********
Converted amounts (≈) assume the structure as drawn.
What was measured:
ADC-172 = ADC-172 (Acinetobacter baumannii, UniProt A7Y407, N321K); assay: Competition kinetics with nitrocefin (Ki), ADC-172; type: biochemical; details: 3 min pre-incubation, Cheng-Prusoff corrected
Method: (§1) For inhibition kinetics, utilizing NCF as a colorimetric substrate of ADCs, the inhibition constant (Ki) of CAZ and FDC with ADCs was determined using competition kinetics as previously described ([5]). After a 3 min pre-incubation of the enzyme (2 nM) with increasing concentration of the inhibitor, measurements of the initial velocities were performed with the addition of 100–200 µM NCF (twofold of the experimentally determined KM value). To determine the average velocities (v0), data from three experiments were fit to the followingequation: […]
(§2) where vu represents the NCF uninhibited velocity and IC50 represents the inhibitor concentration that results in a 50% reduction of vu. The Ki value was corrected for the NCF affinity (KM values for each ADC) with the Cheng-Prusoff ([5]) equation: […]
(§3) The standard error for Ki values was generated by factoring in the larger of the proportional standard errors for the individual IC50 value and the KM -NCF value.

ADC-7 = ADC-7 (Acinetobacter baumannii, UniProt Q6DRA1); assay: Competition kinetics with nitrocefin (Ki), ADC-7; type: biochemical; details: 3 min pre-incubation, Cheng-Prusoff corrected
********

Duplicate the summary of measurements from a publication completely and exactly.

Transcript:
Converted amounts (≈) assume the structure as drawn.
What was measured:
ADC-172 = ADC-172 (Acinetobacter baumannii, UniProt A7Y407, N321K); assay: Competition kinetics with nitrocefin (Ki), ADC-172; type: biochemical; details: 3 min pre-incubation, Cheng-Prusoff corrected
Method: (§1) For inhibition kinetics, utilizing NCF as a colorimetric substrate of ADCs, the inhibition constant (Ki) of CAZ and FDC with ADCs was determined using competition kinetics as previously described ([5]). After a 3 min pre-incubation of the enzyme (2 nM) with increasing concentration of the inhibitor, measurements of the initial velocities were performed with the addition of 100–200 µM NCF (twofold of the experimentally determined KM value). To determine the average velocities (v0), data from three experiments were fit to the followingequation: […]
(§2) where vu represents the NCF uninhibited velocity and IC50 represents the inhibitor concentration that results in a 50% reduction of vu. The Ki value was corrected for the NCF affinity (KM values for each ADC) with the Cheng-Prusoff ([5]) equation: […]
(§3) The standard error for Ki values was generated by factoring in the larger of the proportional standard errors for the individual IC50 value and the KM -NCF value.

ADC-7 = ADC-7 (Acinetobacter baumannii, UniProt Q6DRA1); assay: Competition kinetics with nitrocefin (Ki), ADC-7; type: biochemical; details: 3 min pre-incubation, Cheng-Prusoff corrected